The universal trophy mentality

Doug Peacock, inspiration for Hayduke and author of the excellent Grizzly Years, has continued to solidify his place as one of the most divisive and intellectually cheap writers on wilderness issues in the 21st century.  First it was this article two years ago, conspicuously lacking in detail and conspicuously abundant in name-calling and deliberate mis-characterizations.  Now there is this op-ed for Outside, which raises several points against the proposed delisting of Grizzly bears in Yellowstone from the Endangered Species Act.  The concerns over food sources being altered by climate change, and especially the limited genetic diversity available to the Greater Yellowstone Ecosystem population are valid, but today, with the knowledge of hunting I’ve won in the past three years, I can’t take a person like Peacock seriously when he dismisses the integrity of state wildlife management with phrases like “trophy bear hunt.”


The phrase “trophy hunting” is itself all but meaningless, and today an almost certain proxy for “I don’t like it, but can’t or don’t care to go into specifics.”  Approximate comparisons would be calling someones writing or art derivative, or calling a person or thing crazy.  There are plenty of things in state wildlife management which can reasonably said to be objectionable, but failing to specify (why) for instance Wyoming lost the ability to govern their wolves (their hunting regs were ludicrously liberal and openly hostile to the species) one abdicates their right to critique.

If/when Grizzlies are delisted, and if/when (for example) Montana gives out too many tags in the inevitable hunting lottery, there will be grounds for objection.  The most compelling argument for delisting is that Grizzly bears have met the population target set for them, and that in the GYE said population has been stable for over a decade.  The credibility of the Endangered Species Act is dependent upon the process of protection having both a beginning and an end.  If additional what-ifs are used too often to delay what was originally agreed upon, the ESA will end up with even less support than it currently does.  Some folks will always hate the idea of the ESA, just as some folks will always want to see all large non-human predators extirpated, but living in fear of the extremes is no good guide.

But back to trophy hunting.  In the 21st century, and in the 1st world, all hunters are trophy hunters.  Even someone killing does for food will retain memories, and likely photos, that will sit on the literal and metaphorical shelf.  There is a difference of degree, in comparison with a Dall Sheep shoulder mount whose hunt cost 25,000 dollars, but not kind.  The challenge in hunting is the reward, and often that challenge is enhanced by artificial means.  In this there is little difference between holding out for a bull elk of a certain size, when many, smaller elk are in abundance, and choosing to climb a peak via the fifth class wall rather than the 3rd class ridge.  Summit photos and a loose piton serve the same function as dead animal skulls.  People tend to object more forcefully to bear hunting because bears are more human-like in their actions, and grow to a greater age, than ungulates and small game.  It’s also easier to call bear hunting “trophy hunting” because in some states (e.g. Idaho and Alaska) one is not required by law to take the meat out of the field.  Presumably Montana at least will apply the same rules they have for black bear meat, where the quarters and backstraps must be taken, to Grizzly bears.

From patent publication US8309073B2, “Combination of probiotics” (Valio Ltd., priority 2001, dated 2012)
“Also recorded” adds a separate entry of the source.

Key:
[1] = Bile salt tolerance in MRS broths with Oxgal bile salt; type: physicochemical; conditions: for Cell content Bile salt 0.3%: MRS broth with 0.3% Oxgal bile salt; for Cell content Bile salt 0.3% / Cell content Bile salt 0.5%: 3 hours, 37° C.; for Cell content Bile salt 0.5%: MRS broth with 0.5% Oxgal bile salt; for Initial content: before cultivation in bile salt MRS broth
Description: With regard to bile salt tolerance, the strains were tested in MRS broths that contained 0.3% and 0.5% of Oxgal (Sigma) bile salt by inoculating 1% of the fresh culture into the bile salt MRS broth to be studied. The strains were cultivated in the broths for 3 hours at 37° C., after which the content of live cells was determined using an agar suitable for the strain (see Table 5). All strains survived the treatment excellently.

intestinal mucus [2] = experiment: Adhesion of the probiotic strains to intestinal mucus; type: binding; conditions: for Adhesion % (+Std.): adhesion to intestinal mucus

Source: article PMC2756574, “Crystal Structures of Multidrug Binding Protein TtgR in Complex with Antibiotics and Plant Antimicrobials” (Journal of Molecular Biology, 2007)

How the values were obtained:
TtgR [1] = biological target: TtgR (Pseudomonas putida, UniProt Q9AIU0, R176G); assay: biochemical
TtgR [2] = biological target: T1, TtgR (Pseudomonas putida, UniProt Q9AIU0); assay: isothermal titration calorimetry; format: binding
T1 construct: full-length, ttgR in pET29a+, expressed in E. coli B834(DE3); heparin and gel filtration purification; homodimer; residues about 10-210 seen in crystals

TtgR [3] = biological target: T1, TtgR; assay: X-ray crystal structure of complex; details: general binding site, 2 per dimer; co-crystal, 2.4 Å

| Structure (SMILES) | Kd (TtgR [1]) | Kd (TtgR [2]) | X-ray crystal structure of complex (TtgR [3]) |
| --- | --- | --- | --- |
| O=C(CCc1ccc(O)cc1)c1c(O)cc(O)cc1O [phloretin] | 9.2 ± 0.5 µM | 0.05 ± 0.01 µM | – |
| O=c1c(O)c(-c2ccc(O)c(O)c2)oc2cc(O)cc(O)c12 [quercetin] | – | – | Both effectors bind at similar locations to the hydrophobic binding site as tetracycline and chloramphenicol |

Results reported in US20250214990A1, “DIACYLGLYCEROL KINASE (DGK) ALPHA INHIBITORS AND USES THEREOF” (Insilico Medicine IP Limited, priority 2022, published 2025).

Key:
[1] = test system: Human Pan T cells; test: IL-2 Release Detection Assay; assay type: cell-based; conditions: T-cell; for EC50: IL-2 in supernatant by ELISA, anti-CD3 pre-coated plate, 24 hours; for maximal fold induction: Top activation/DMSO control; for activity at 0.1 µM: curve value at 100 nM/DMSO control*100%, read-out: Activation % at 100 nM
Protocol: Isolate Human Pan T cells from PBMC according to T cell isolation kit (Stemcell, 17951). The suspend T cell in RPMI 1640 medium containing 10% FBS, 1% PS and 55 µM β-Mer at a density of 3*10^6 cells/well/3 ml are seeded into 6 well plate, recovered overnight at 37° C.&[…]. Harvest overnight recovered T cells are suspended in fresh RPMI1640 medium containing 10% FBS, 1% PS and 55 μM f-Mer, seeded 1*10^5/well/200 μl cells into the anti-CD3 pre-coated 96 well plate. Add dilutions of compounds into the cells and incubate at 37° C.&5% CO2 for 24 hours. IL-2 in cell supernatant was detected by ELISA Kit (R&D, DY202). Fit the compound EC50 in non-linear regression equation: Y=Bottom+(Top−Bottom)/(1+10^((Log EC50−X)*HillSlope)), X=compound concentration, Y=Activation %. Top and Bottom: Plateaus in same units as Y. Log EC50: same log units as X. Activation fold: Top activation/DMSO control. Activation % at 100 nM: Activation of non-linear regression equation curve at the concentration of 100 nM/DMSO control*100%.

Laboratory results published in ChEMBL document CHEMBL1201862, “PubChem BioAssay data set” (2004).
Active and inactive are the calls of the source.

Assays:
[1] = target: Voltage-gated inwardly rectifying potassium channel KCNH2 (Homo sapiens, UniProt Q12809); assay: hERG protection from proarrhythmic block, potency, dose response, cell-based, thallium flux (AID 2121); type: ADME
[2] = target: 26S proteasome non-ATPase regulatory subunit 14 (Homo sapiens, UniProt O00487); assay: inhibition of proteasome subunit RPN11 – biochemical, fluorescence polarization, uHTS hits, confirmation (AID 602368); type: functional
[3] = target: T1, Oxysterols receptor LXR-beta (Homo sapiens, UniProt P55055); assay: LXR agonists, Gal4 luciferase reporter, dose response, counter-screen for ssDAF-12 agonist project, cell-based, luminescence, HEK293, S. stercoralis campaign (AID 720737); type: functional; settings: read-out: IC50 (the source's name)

What hunting needs to articulate is the morality of cheating trophy experiences, when doing so is acceptable, and when doing so is not.  An experienced mountaineer can probably justify the occasional use of a helicopter to shortcut the approach, and all but the true purist will use cable cars and ski lifts, when they exist, for similar purposes.  Provided one does not always use technology to avoid hiking, and has plenty of miles and summits won purely with sweat and effort, occasional discretion’s can be forgiven.  Something similar ought to be fine for hunting.  After all, the reason road hunting works is that many of our favorite hunting targets are drawn to the traces of human settlement.  Trying to divorce hunting too far from this is artificial, but at the same time hunting will always be at base a wilderness pursuit, and the many hunters and paradigms of hunting which ignore or try to consistently cheat that fact deserve nothing less than ridicule.  Just don’t dismiss it as only trophy hunting.

8 responses to “The universal trophy mentality”

  1. Well, I don’t know nuthin’ about local legislation, but as I work in population genetics I will proffer a couple of unsolicited thoughts. The first is, if anyone wants to manage a population in a proper and sustainable way there is plenty of evidence that any culling or hunting or however we want to call it needs to target (1) the young and (2) the old, because current methods do not fit the natural mortality curves. This is particularly important in those species with low replacement and even more so for those species where new dominant males kill the offspring of the previous dominant male. I personally fail to see (ok, I do see why, I just disagree) why anyone would like to lug a bigger bull out of the mountains rather than a smaller one, with better meat to boot. When it comes to predators the approach of killing ‘a given number’ without a very strict control on the age of the animals is an approach that has nothing to do with conservation. If we want to keep bear or wolves to a given number we must kill animals that have very specific characteristics, and we can only do that if we know exactly who we are killing, which means spending hours to identify who is who and then hours trying to actually do a targeted kill. I do doubt that anybody who is not retired or independently wealthy would have the time to do that. No doubt wildlife biologists could take people around and tell them what to kill, but that’s where things are at if we want to actually keep science into the picture.